Two Bits: The Cultural Significance of Free Software is a new book by Christopher Kelty that explores the “history and cultural significance of Free Software”, narrating a time line about “the people and practices that have transformed not only software, but also music, film, science, and education” in contemporary society. Released in print by Duke University Press, Two Bits is also licensed under a CC BY-NC-SA license, making the text remixable, reusable, and in general more fluid.
Kelty goes a step further in promoting this exchange of ideas in the Two Bits’ associated website, recursivepublic.net. In an introductory post, Kelty lays the groundwork for his argument, looking at how the Free Software movement has incited ‘modulations’ or how “the practices of Free Software have been used as templates and taken up in areas close to and far from Free Software”. He cites CC as a ‘modulation’ of the Free Software ethos for “music, film and culture” and encourages people to contribute their thoughts and ideas on the matter online in the form of new essays, articles, and opinions, not only remixing his ideas, but riffing off them to create entirely new ones. It will be very interesting to see how this develops, especially in regards to new methods of scholarly engagement. From RP:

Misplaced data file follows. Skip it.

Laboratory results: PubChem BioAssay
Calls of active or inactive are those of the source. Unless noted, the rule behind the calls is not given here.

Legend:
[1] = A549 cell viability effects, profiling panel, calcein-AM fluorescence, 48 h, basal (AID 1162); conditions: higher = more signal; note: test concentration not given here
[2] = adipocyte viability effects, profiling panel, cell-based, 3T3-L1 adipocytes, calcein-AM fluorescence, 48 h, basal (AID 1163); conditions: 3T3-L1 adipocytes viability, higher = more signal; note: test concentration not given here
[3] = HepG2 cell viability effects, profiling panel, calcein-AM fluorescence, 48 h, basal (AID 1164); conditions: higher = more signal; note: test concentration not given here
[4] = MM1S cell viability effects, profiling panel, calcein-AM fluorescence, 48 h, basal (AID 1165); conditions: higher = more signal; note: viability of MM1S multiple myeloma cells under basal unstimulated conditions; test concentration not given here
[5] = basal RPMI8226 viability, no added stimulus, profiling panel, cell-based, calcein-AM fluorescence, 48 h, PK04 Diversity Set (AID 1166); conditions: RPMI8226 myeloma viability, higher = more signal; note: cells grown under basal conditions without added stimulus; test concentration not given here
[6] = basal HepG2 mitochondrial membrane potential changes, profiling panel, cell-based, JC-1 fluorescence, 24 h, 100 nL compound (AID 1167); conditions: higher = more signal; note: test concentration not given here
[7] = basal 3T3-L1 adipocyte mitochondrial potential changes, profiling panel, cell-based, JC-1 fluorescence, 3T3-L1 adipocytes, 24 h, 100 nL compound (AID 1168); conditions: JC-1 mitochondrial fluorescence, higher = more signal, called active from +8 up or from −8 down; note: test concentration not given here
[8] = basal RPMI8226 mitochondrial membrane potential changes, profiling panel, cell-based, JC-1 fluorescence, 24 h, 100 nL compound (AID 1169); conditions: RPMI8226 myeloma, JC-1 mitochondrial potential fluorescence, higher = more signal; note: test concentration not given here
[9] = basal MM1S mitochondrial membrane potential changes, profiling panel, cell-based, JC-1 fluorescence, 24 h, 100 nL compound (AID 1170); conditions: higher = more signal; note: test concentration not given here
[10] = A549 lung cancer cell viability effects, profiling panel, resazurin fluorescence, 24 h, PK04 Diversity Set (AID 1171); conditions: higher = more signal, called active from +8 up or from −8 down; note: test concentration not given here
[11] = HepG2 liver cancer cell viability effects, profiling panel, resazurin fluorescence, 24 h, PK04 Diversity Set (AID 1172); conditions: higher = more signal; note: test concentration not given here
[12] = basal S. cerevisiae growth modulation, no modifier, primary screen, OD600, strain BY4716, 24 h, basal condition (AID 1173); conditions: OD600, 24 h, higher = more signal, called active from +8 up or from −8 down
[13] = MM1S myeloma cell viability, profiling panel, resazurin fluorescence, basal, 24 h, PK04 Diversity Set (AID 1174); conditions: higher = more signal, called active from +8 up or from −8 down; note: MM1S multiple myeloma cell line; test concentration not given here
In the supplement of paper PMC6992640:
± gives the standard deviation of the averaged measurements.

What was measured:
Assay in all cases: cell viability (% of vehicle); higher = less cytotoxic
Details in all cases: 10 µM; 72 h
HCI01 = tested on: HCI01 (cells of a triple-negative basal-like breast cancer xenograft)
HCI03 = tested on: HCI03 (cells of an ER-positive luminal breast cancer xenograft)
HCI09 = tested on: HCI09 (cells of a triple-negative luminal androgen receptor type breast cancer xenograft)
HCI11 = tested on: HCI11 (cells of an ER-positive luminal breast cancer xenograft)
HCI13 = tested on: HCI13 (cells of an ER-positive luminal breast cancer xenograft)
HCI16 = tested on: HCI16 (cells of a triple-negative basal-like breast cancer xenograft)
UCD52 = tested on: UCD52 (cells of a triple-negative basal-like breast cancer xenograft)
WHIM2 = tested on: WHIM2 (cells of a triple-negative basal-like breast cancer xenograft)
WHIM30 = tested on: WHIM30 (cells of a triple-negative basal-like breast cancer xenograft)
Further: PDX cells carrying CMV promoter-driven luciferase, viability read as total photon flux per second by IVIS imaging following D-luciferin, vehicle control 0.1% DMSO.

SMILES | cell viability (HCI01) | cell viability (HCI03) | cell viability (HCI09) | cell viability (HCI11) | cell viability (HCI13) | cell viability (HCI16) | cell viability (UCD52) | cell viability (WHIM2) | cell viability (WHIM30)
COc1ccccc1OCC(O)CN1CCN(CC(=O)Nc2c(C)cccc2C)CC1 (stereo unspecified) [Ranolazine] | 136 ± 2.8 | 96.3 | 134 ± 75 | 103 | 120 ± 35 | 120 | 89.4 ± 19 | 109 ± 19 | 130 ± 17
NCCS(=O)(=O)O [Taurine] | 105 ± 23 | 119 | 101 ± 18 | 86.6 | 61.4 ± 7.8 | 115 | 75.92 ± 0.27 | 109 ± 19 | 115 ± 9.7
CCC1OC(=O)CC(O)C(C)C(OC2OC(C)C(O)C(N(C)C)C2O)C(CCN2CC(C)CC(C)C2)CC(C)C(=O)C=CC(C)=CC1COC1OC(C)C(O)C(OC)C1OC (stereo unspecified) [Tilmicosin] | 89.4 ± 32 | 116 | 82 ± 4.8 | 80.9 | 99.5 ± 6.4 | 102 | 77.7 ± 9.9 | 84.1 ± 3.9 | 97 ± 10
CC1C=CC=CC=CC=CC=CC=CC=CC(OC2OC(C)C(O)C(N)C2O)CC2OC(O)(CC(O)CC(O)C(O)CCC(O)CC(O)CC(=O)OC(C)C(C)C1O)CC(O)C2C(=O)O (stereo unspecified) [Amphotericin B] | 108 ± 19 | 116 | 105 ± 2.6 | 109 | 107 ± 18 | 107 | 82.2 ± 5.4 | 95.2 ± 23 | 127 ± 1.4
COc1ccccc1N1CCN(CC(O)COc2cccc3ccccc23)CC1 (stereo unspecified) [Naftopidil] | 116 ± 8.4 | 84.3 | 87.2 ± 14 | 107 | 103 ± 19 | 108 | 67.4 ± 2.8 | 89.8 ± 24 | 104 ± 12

But it isn’t all about me: I’m looking for stuff in our collective conceptual space. Articles, published or not, and ideas for projects that come from any of the fields we play in: science studies, anthropology, media studies, history, sociology, legal studies, information studies, philosophy etc. I have a few works lined up that I will try to highlight over the next few months, and hopefully that will give people some ideas about where to take it.